After 20-years or more, the continued self-inflicted pressure of work and travel took its toll on an underlying health condition. After taking positive action to change the way I did things i.e.; I spend much less time away from home and travel a lot less, things have improved dramatically for the better.. Now I have much more balance in my life. . I’m at home a lot more, spending time with my wife, children, grandchildren, friends and doing many of the things around the house and garden that I used to dream of but never had time to do. 

I don’t have regrets about the days when I did little else but work; I enjoyed them enormously. Luckily, I don’t worry about or regret the past.,  I only focus on the future. 

Also, once upon a time I would worry about and fret upon small mistakes but over the years I have learnt to brush them off and focus upon what is coming.


When you feel overwhelmed or unfocused, or have lost your focus temporarily, what do you do? (If helpful: What questions do you ask yourself?) 

I became very interested in the subject of getting more done and more out of life some years ago and have learned about and developed several coping mechanisms.. All these revolve around relaxing better and more often.. Most of what I have done and still do is about solving problems and sometimes the answers are easier to come by than others.. My best techniques help me focus on something else entirely only to find the answer or various answers present themselves within a short period of time or sometime later – it could be an hour later or two days later..

The most practical and tangible tool that I use to get me back on track is to be armed with a pen and piece of paper at all times, in all places. .

When faced with any kind of challenge I find one or more of the following useful:-.

Going into silence. – just sit and be quite – not really thinking of anything

Go to sleep for a short while – I can put myself to sleep in seconds – I was taught a technique used by Special Forces.

Exercise – get up and go for a walk, a run or a swim

Fishing – is my favourite way of re-establishing focus 

Losing myself by doing completely unconnected practical things with my hands


What does leadership mean to you?

Putting people first by demonstrating respect, integrity, courage, collaboration and trust.


Which people have most inspired you in your life and why?

My Dad without a shadow of a doubt. He was a sensible, level headed man; a brilliant craftsman and an excellent sportsman. He worked for the same company for 50-years, never missing a day from work with illness and could turn his hand to anything. He was still playing competitive football at 53 years of age and for my cricket team when he was 65.

My Brother – about 15-years ago he contracted Parkinson’s disease. Far from being the great sportsman that he was, his body is now completely mangled, but his spirit and his courage is incredible. He knows everything there is to know about what is going on in the world and refuses to be beaten by any challenge but he suffers dreadfully. He lives 200 miles away from me but we speak twice a week at least. 

Harvey Jones, a teacher at school. Teaching was a vocation for him. I was struggling with maths and he took me aside for a few months and gave me extra  lessons during his break times and that was hugely important for me and he did not do a bad job given what I do for a living.. He was a phenomenal gentleman and everyone loved him.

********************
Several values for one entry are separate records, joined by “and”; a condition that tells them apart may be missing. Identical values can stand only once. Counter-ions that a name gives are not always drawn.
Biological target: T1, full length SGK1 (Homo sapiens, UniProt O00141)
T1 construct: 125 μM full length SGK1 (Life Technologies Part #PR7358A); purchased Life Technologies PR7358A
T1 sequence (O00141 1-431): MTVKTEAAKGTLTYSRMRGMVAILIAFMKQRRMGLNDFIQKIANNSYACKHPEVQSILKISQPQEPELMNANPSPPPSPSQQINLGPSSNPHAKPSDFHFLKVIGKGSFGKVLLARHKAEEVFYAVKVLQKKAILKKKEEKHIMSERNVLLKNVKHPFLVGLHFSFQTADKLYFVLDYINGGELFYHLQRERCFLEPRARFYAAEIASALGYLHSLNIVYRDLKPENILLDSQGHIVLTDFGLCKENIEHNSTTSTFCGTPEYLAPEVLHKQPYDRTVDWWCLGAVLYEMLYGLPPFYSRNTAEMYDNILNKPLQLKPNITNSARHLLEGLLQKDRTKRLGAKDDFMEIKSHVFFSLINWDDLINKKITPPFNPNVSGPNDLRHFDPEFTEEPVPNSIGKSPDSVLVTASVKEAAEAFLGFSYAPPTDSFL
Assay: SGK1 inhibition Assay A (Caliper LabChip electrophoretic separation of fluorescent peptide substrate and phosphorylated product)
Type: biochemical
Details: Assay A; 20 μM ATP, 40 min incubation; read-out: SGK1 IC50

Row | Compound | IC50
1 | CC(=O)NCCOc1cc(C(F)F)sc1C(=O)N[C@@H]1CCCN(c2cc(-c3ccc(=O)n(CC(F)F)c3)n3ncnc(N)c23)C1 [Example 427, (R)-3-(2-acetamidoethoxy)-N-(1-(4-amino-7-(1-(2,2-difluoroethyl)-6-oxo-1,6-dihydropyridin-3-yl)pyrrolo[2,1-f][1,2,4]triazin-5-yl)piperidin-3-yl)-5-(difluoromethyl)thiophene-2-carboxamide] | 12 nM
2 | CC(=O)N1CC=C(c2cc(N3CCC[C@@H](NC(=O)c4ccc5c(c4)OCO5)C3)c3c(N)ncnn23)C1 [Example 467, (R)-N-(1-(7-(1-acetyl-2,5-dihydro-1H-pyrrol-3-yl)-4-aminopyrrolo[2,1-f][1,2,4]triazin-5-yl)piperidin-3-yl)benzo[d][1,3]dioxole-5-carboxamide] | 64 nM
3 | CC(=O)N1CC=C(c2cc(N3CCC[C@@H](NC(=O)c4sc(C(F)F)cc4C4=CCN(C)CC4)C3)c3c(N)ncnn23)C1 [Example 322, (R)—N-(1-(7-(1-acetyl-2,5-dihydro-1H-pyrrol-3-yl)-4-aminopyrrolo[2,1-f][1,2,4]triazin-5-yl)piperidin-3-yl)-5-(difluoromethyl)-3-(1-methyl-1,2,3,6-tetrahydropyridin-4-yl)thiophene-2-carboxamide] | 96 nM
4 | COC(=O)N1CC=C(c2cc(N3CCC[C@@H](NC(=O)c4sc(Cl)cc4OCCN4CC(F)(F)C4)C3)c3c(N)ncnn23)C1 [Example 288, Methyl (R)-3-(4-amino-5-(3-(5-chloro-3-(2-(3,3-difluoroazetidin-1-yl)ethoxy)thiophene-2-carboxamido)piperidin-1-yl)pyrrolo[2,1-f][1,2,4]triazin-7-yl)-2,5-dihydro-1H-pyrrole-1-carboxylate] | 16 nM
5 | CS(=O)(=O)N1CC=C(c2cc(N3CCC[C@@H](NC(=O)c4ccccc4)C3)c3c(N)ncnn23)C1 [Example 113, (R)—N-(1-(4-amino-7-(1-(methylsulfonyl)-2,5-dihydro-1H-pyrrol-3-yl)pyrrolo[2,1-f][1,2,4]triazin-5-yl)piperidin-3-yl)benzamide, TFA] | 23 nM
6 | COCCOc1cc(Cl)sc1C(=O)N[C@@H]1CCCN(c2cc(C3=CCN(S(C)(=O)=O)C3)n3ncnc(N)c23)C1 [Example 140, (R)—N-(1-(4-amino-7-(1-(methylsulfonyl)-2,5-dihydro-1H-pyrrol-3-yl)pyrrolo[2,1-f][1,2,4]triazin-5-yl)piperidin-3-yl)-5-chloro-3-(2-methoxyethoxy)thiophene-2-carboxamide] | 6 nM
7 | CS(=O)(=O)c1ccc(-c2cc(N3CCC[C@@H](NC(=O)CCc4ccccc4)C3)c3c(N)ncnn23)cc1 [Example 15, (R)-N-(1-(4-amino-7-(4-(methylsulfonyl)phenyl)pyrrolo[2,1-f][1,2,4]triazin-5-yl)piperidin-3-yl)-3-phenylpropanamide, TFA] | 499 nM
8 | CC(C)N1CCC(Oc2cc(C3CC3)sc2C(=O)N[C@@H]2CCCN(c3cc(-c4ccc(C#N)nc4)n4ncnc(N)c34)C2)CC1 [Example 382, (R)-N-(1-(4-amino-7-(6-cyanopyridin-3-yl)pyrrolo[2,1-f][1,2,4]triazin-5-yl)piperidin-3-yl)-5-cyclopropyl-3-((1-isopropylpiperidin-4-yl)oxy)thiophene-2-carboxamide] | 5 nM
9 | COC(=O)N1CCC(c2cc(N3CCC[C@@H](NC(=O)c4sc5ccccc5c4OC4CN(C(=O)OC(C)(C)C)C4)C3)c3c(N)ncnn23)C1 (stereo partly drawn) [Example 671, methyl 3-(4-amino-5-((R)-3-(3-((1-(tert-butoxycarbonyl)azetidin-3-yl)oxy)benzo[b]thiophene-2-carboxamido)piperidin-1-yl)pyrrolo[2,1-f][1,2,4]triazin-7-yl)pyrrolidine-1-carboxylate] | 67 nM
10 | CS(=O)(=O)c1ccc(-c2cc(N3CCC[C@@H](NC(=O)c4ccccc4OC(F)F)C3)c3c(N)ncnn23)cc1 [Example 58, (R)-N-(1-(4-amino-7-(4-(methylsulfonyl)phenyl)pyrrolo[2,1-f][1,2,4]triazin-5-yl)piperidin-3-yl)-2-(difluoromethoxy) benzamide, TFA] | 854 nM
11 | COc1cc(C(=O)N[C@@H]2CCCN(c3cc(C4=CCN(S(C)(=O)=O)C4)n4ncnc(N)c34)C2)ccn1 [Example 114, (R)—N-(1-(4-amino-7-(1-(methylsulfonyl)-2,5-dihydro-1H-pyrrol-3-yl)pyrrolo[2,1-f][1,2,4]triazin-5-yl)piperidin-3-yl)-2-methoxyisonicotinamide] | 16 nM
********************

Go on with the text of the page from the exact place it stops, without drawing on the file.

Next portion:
Finally, supportive bosses.. I have worked for a number of demanding, driven, tough but level-headed people who care about customers, who meet customers often, who listen to customers and who make the right decisions at all times because they do these things.


What do the words principles and values mean to you?

Principles are, I believe, rules about how I behave and how I treat people. Values are the standard to which I hold those principles. So I might have a principle of enjoying a drink for example, but my value would be to drink in moderation and not to excess.


If you had a forum to speak to 50 leaders, what question would you pose to them, to get them thinking about and being better leaders?

Four questions:-

What is the most important people or profit?

What does your business do well? What does your business do badly? And what will you do about both?

If you arrived at work one day with superpowers, what would you do with them?

What do your customers think about you? Can you prove it?


What one thing could you do that you aren’t doing now, that if you did on a regular basis, would make a tremendous positive difference in your personal life?  What one thing in your business or professional life would bring similar results?

In my personal life, I’d like to paint more (particularly portraits) and better. I think I’d get absorbed into the process of continuous learning – even the masters never stopped learning.

In my professional life, the breadth of work I do prevents me from becoming an expert in one particular thing.. It is very hard for me to change though as I’m interested in all manner of things.


Have you ever engaged with self-help, mentoring or coaching? If so, how?

I had a bad experience at work once where I found self-help techniques massively useful in managing the challenge. Without question I was being bullied by my boss and It was difficult to live with and difficult to control. They questioned everything I did and behaved in a very unprofessional way. My coping and recovery process helped me understand they were jealous of what I was achieving in many aspects of my job and life. However, it took me over 1 year to fully recover and of course I realised they were the one with the problem. Not long thereafter I was head-hunted into another company and never had that problem again.

Topic: 50 in 50